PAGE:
by Erik Dolson
During the aftermath of the Brett Kavanaugh Supreme Court confirmation hearing, retired newswoman Connie Chung wrote a remarkable letter to Dr. Christine Blasey Ford who had come forward to describe a decades old assault by Kavanaugh.
Chung empathized with Ford after Republican men on the committee, and the president, implied the assault could not have occurred as she remembered it, in effect saying: “This didn’t happen or you would have told someone at the time.”
In the letter, Chung revealed a painful truth: As a young woman, still a virgin and in college, she had been assaulted by her family doctor from whom she had asked for a prescription for birth control. While in his office, under the guise of a pelvic exam, her doctor manipulated Chung into having an orgasm. I won’t go into the details. Listen to Chung. I am in awe of her courage in writing and sharing this letter.
Chung’s experience underlines how biology underpins much of our sexual experience. Ms. Chung did not want the orgasm caused by her doctor while sitting in a gyno chair and her feet in stirrups. As a virgin and inexperienced, she would not have realized what was happening at the moment. It is also possible that at some point, biological imperatives made stopping difficult or impossible. The opiate-like, induced states of mind present during sex can be powerful if not overwhelming.
This is how species survive during drought, famine, war and disasters.
One can easily hear men declare, “She had an orgasm, what’s she complaining about? I guess she wasn’t feeling too violated at the time.” This mysogynistic, ignorant response is little more than hypocrisy and bigotry.
Perhaps Chung was under sway of a “respected and trusted family doctor,” one reason state medical boards are vigilant against doctors having sex with patients (disclosure: I was on the Oregon Board of Medical Examiners for four years). Perhaps Ms. Chung wanted to share her first orgasm with someone with whom she had an emotional connection. Perhaps she just wanted to pick the time and place. Perhaps she wanted to experience the freedom to have sex but also the awareness of personal denial. These she lost, and the fact is that something significant was taken from her without her consent.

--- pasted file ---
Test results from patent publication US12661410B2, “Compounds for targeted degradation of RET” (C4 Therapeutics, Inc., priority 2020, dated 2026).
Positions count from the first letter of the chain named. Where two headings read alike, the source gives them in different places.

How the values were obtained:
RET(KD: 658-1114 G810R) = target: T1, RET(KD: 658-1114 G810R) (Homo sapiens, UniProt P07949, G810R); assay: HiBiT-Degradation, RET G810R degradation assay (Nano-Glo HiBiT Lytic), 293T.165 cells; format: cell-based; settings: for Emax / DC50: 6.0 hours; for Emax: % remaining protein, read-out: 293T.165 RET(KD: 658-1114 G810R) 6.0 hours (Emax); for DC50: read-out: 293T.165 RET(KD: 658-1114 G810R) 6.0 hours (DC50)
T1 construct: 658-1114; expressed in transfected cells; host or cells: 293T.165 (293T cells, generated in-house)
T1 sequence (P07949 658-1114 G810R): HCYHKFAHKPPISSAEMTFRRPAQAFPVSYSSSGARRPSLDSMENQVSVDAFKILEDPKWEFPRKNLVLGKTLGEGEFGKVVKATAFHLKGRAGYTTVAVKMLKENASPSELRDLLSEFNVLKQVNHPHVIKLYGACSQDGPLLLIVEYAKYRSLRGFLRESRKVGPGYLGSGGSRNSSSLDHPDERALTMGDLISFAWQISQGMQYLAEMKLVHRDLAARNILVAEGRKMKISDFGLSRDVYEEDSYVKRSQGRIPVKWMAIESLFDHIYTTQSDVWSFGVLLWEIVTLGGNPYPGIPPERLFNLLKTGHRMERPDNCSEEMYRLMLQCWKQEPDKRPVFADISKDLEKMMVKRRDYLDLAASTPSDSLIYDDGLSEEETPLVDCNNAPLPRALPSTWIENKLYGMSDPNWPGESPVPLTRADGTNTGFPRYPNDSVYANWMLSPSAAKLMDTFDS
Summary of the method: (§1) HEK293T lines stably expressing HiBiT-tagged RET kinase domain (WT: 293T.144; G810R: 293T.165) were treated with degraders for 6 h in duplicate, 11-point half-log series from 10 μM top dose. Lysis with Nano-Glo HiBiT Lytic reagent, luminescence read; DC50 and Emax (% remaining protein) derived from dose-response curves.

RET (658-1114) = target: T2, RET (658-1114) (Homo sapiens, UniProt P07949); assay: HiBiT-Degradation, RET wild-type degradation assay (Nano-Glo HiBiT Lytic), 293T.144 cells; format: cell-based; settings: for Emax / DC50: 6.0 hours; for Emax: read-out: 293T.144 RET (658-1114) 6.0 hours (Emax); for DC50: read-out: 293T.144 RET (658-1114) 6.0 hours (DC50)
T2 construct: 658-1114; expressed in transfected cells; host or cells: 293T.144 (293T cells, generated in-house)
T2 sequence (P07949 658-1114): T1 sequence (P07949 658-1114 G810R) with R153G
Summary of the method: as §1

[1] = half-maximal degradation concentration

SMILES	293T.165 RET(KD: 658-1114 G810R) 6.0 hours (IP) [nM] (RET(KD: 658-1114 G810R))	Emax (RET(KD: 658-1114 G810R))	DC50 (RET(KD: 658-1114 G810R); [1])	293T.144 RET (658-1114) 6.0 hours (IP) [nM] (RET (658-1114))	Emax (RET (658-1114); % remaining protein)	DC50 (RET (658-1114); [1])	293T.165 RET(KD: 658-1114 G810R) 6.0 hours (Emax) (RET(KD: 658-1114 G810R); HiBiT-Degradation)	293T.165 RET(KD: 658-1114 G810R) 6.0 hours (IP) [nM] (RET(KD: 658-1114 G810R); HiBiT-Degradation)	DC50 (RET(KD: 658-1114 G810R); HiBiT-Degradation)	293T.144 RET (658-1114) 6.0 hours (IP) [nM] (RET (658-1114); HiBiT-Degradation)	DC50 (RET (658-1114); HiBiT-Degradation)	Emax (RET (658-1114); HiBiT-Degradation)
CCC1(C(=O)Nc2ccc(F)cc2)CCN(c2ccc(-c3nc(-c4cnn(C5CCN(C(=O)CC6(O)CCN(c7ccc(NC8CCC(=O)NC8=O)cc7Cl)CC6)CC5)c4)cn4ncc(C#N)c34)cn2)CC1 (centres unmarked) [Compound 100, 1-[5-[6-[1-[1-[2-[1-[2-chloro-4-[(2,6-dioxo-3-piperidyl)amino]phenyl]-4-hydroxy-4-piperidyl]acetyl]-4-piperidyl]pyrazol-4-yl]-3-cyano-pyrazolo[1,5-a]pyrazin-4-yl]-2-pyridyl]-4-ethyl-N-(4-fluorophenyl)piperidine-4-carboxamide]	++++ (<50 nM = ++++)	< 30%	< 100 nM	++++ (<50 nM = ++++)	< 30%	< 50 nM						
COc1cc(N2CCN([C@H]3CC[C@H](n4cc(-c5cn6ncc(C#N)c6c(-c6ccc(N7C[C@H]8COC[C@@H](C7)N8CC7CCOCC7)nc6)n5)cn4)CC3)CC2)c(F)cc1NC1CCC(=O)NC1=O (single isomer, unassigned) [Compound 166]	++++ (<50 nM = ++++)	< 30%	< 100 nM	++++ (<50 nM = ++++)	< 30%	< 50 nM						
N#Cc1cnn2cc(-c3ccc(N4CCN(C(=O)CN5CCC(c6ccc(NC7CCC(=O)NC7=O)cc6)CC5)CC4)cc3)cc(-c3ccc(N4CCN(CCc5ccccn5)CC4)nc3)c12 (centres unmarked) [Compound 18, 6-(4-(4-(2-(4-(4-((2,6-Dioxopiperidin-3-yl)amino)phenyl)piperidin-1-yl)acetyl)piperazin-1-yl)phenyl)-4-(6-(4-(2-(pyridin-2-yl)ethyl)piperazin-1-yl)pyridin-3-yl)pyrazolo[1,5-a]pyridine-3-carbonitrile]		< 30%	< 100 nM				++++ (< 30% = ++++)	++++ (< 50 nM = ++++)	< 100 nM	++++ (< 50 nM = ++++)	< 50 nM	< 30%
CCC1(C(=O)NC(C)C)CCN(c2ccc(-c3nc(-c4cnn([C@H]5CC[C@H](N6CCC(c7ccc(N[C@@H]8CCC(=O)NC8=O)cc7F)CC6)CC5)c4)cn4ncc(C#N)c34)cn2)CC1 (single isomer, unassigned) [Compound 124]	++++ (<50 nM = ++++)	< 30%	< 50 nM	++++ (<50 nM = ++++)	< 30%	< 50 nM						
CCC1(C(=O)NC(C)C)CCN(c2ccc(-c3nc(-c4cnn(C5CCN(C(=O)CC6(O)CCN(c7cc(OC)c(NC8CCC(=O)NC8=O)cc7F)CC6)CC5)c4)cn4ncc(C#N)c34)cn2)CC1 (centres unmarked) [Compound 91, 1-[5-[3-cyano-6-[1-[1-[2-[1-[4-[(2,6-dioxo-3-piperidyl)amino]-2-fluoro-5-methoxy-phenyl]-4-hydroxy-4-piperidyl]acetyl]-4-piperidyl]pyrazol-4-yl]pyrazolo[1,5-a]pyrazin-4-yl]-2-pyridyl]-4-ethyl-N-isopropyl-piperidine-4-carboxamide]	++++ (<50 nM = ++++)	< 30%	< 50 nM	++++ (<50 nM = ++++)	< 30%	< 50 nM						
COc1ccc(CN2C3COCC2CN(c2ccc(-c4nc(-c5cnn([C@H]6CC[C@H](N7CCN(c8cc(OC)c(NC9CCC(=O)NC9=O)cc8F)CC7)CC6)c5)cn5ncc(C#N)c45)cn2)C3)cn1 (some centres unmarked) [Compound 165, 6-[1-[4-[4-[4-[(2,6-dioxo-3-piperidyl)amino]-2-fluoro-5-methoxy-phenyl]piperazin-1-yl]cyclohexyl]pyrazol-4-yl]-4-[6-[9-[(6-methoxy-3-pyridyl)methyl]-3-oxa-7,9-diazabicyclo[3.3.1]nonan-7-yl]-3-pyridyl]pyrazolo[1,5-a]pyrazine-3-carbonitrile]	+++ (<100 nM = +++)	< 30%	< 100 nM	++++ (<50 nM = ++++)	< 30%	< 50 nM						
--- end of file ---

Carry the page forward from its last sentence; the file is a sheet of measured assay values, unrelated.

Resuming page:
Many men, those who celebrate the loss of their virginity come what may, will never understand this. Perhaps it’s our culture, perhaps it’s biology, again, given that men’s contribution to survival of the species can come from a completely different standpoint and possibly different wiring.
Certainly, many men don’t understand it now, witness comments surrounding the Kavanaugh hearing, and the slut shaming that occurred after one of Kavanaugh’s accusers was said to enjoy sex in groups and with more than one man. There are powerful and well-documented biological reasons why this is may be that woman’s preference, but it is still irrelevant.
Women are entitled to share their sexuality when and with whom they choose. They should not be condemned for doing so, nor should that be used to justify having the choice taken from them against their will. One is a gift, the other a violation.